My students are so excited to participate. Group members are so supportive and welcoming. It is a great place to collaborate and learn from other educators in the program.”
What is the most complex part the students have printed… and the strangest?
“The most complex part I have had a student print was a drone body. We purchased a drone kit for our after-school drone club & decided to try to design, 3D print, & assemble a drone that we could fly. The drone parts had to be fitted with precision. This made it difficult for the students to print an accurate model.
As one of them stated,’Mrs. Hughes, I had no idea there was going to be so much math in this club. It’s ok though. I’m not quitting. I like math.’
They eventually got the parts to fit & we flew the drone for all of three seconds before it crashed to the ground and broke into 17 pieces. They said they wanted to see if there was rubber filament for next time.
The strangest print we have ever had was a condiment device that would leave no drop of condiment behind. It was called the ‘Mayo Master.’
It was the brainchild of one of the students in my all Girls 3D print club, sponsored by Greater Cincinnati STEM Collaborative, during our Inventor’s Challenge.
The students were challenged to come up with an invention that solves a problem they or someone they know faces on a day to day basis. This child was bothered by the amount of mayo that was left in the bottle when it stopped pouring out of the spout.
She went through about 14 iterations and worked so very hard, but the mayonnaise never cooperated with her device. It was a difficult process for her and there were tears, but she learned a lot about failing forward and how to take each misstep as a learning experience and grow from it. I have no doubt that she will one day redesign condiment containers for a large corporation.”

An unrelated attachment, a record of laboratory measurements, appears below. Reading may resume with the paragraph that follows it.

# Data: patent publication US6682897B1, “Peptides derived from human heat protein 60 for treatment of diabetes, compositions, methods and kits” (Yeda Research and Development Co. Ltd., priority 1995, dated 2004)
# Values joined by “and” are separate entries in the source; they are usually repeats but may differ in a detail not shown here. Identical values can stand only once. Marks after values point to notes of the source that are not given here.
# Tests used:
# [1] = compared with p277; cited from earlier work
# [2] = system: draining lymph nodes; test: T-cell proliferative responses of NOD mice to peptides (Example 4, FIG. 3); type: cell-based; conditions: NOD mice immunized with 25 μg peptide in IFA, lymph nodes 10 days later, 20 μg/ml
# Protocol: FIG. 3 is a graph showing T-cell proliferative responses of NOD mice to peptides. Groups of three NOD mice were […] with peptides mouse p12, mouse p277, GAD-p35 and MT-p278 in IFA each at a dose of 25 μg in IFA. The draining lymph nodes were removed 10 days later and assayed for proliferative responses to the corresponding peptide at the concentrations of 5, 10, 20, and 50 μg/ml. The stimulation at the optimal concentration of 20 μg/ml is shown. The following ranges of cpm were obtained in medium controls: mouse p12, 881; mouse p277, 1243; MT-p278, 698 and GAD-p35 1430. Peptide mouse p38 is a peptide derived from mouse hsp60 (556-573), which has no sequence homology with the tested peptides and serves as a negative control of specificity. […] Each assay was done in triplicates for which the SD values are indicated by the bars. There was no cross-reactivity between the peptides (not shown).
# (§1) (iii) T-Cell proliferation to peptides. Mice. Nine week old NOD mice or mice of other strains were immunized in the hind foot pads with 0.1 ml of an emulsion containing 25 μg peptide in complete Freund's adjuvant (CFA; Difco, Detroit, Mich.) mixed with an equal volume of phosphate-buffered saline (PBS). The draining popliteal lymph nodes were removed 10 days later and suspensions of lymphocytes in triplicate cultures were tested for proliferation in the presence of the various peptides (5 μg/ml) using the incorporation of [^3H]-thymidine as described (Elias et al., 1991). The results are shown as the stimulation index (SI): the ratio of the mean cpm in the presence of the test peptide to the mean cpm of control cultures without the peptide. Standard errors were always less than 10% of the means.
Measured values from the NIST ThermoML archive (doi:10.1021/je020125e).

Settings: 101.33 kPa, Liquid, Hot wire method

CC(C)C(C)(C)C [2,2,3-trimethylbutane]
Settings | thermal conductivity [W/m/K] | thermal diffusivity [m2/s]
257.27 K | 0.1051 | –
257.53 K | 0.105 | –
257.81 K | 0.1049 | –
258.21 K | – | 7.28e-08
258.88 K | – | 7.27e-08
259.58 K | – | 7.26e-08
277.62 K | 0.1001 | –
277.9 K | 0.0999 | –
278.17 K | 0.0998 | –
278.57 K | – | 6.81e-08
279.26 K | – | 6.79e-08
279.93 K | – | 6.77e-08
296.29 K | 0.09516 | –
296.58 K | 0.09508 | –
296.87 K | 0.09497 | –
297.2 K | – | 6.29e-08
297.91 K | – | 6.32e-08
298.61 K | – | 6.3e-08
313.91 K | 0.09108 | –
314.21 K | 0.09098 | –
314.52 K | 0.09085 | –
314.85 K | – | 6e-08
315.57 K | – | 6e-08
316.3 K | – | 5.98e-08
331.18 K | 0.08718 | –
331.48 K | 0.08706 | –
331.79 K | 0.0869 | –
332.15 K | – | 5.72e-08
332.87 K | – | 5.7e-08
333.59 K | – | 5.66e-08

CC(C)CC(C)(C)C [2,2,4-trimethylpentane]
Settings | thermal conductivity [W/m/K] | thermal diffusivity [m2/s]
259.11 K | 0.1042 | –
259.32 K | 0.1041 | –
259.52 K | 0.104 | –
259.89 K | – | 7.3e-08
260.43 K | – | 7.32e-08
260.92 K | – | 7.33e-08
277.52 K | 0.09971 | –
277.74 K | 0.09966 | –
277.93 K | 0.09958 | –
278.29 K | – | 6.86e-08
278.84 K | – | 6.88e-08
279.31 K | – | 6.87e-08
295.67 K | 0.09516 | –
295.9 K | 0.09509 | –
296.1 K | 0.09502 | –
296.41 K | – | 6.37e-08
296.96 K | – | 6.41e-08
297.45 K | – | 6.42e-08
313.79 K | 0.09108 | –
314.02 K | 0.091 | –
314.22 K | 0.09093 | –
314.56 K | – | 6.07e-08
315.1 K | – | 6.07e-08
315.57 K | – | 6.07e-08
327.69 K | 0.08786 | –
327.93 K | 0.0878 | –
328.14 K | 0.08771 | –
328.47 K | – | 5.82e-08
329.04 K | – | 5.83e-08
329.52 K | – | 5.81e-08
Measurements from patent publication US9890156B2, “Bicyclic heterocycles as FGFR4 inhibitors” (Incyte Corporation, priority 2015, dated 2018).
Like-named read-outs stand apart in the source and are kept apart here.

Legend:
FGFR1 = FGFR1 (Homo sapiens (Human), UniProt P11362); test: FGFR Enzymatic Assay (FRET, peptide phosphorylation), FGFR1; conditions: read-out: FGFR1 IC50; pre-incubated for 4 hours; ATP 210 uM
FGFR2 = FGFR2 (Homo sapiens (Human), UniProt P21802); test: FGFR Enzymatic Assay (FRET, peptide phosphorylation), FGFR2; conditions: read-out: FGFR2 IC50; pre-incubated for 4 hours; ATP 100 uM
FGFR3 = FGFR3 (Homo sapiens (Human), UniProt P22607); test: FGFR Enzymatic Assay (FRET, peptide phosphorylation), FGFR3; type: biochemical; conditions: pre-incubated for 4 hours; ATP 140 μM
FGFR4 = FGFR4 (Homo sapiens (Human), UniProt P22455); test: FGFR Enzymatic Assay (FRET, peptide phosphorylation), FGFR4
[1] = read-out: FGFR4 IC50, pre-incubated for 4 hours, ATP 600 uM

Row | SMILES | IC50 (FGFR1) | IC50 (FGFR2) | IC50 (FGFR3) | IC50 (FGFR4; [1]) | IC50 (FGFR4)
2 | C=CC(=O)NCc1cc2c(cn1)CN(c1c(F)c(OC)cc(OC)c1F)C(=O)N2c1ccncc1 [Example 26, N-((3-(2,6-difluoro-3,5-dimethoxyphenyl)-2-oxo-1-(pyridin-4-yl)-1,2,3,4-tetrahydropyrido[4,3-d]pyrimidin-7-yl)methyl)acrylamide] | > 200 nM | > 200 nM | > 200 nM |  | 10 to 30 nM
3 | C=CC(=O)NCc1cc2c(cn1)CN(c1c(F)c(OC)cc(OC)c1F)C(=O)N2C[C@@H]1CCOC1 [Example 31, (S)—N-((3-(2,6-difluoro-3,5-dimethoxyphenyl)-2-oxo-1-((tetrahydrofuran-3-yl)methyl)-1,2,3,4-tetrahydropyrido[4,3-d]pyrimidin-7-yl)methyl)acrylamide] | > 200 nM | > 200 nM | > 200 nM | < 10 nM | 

How have you grown as an educator?
“Learning 3D printing with elementary students has given me more confidence to try new things. I began this journey three years ago knowing absolutely nothing about additive manufacturing, CAD design and 3D printing.
My students & I have grown together as we learned persistence and problem solving through 3D design and printing.
Rather than leading lessons and delivering content, I have become a facilitator of makers.
It is awesome to see their faces light up when they create something from nothing and then get to see it being produced right before their very eyes. It is so empowering for them and for me.
I want to continue to teach in such a way that ignites the imaginations of my students and allows them to express their ideas in meaningful ways. This journey has been amazing for both me and my students.”
What’s next for Hyde Park School?
“Next year, we plan to expand our curriculum to include some of our younger students. They see the 3D printers in action every day & they want to learn how to make things too.
They ask me questions about how the printers work & what they are printing all the time. They often ask when they will get a chance to 3D print something. I would love to introduce the magic to them at an earlier age.
They are so eager & have such a great capacity to adapt to new technology very quickly. I know they will make some amazing things if given the opportunity.
Beyond the STEAM Lab, we want to find more opportunities for our students to use what they have learned to help impact their world. Projects like ‘Tinkering with Turbines’, ‘Creating Coastal Barriers’ and ‘Constructing Earthquake Resistant Structures’ have empowered my students to see themselves as problem solvers.
We want to keep that going because teaching young people to see themselves as makers helps them develop the sense that they can change the world. How cool is that?”
AEP is fully focused on primary and secondary schools — grade levels where they have already placed 3D printers in more than 600 schools — for the next iteration. It’s still accepting applications for another few days; the deadline is Monday, April 1.